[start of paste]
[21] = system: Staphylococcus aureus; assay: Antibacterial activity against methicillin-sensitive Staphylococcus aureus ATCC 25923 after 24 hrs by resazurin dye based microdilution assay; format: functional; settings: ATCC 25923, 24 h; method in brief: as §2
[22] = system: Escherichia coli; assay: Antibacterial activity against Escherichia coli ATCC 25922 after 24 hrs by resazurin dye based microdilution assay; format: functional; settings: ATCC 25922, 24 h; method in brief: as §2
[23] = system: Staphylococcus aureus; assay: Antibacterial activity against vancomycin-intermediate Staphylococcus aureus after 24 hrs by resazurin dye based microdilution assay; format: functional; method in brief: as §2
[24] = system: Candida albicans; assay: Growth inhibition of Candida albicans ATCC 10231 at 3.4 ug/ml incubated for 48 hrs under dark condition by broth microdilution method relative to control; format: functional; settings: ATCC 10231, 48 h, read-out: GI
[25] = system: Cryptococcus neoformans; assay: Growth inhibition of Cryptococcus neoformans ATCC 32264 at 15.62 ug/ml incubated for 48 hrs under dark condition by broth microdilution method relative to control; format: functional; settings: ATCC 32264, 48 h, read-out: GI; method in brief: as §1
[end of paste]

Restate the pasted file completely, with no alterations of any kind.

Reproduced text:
[21] = system: Staphylococcus aureus; assay: Antibacterial activity against methicillin-sensitive Staphylococcus aureus ATCC 25923 after 24 hrs by resazurin dye based microdilution assay; format: functional; settings: ATCC 25923, 24 h; method in brief: as §2
[22] = system: Escherichia coli; assay: Antibacterial activity against Escherichia coli ATCC 25922 after 24 hrs by resazurin dye based microdilution assay; format: functional; settings: ATCC 25922, 24 h; method in brief: as §2
[23] = system: Staphylococcus aureus; assay: Antibacterial activity against vancomycin-intermediate Staphylococcus aureus after 24 hrs by resazurin dye based microdilution assay; format: functional; method in brief: as §2
[24] = system: Candida albicans; assay: Growth inhibition of Candida albicans ATCC 10231 at 3.4 ug/ml incubated for 48 hrs under dark condition by broth microdilution method relative to control; format: functional; settings: ATCC 10231, 48 h, read-out: GI
[25] = system: Cryptococcus neoformans; assay: Growth inhibition of Cryptococcus neoformans ATCC 32264 at 15.62 ug/ml incubated for 48 hrs under dark condition by broth microdilution method relative to control; format: functional; settings: ATCC 32264, 48 h, read-out: GI; method in brief: as §1